My work is not done. I will continue to speak and share my message about the surgical options for weight loss. Surgery is NOT for everyone but removing the stigma from this option can save lives.

Weight loss surgery is not a quick fix or even a guarantee of weight loss. Long term success eludes most people after surgery. This can be directly attributed falling back into unhealthy eating behaviors after surgery. When you’ve spent your life exhibiting poor eating choices – like me – or you use food as a primary coping strategy – like me – this can be extremely challenging. You have to do the work. No matter how you choose to lose weight there will be work to do.

Coming out of the Thanksgiving Food Olympics and heading straight into Christmas Cookie Season, makes me really sensitive to people’s comments. Probably because the hardest workout I do this season is shaking my head from left to right refusing your offers of cookies and cakes.

I have to do that all by myself.

______________

Did you know you can preorder my new, expanded cookbook Healthy Fare today? Ships before Christmas! Check it out here: Healthy Fare

How Badly Do You Want It?

The first time I heard of the Ironman Triathlon was in 1982, watching the Wide World of Sports. I don’t remember why it was on or why my absolutely non-athletic self was watching it, but I will never forget what I saw. I had never heard of a triathlon let alone the Ironman in Kona, Hawaii, but there I was watching an unbelievable finish that I didn’t understand until years later.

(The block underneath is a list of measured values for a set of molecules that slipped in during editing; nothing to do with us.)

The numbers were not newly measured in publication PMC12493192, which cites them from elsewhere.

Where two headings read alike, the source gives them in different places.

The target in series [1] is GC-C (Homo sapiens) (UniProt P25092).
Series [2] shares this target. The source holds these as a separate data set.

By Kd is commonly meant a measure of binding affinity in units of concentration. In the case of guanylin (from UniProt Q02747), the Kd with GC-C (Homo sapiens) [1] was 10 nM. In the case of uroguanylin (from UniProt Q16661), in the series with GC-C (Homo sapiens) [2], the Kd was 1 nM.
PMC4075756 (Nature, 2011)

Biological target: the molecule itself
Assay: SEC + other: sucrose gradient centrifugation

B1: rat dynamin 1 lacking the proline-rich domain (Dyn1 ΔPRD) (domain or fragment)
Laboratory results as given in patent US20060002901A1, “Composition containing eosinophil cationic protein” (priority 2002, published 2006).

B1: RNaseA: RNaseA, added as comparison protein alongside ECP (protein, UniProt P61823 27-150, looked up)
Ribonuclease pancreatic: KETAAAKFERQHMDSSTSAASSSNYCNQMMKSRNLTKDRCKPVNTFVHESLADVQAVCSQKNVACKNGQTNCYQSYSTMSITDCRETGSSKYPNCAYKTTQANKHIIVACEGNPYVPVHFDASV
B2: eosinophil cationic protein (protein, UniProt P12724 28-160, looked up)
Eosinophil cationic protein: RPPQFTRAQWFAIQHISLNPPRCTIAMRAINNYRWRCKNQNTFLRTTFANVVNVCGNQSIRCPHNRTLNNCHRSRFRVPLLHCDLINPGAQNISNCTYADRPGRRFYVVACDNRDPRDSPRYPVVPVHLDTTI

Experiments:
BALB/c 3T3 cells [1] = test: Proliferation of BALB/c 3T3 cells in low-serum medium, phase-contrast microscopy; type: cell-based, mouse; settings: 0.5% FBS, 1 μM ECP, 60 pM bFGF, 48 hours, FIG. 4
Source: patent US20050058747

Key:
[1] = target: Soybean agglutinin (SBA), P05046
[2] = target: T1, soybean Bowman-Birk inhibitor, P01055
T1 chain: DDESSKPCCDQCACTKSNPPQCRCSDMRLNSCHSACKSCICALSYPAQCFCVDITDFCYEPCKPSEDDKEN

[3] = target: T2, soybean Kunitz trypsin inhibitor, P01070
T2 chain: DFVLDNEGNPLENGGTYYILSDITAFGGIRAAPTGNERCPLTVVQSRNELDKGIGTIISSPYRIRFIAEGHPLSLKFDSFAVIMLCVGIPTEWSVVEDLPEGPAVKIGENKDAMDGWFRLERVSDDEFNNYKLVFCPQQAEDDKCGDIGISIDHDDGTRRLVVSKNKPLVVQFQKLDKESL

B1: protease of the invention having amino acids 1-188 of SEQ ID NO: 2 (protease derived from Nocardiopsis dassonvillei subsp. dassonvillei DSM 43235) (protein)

Before I tell you about that particular day, let me explain the Ironman race. It begins with a 2.4 mile swim in open water immediately followed by a 112 mile bike race then finally transitions to a marathon adding another 26.2 miles to the already ambitious day. Now, there are Ironman distance races on every corner of the earth, but THE Ironman will forever be the Ironman in Kona, Hawaii. The heat and humidity added to the challenge and set the stage for the grueling 1982 Ironman.

Julie Moss was in first place, and she was at the end of her energy. As she headed toward the finish line in front of hundreds of spectators and on national television, her legs started to tremble, and then she collapsed. She got up and started again, and moments later she fell again. It was painful to watch. She continued on falling and getting back up over and over again. When she couldn’t get up any longer, she began to crawl – resisting efforts from people to help her – and made her way to the finish. As she crawled using the last of her strength and moments from the finish, the second place woman passed her for the win. Twenty-nine seconds later she crawled to the finish, threw her arm over the line, and collapsed. Those final 29 seconds remain the narrowest margin of victory in the history of the Ironman.

I remember watching that so clearly and thinking I want to do the Ironman! Despite my complete and utter lack of athleticism, I really did want to do it. I didn’t understand why for many years. As an adult, we can look back on things from our childhood or past events from a different perspective. This fresh perspective of how a woman who has pushed herself to the absolute end of her physical limit but not the end of her mental limits meant something completely different to my adult self.  It wasn’t that I necessarily wanted to compete in an Ironman.

I wanted to want something that badly.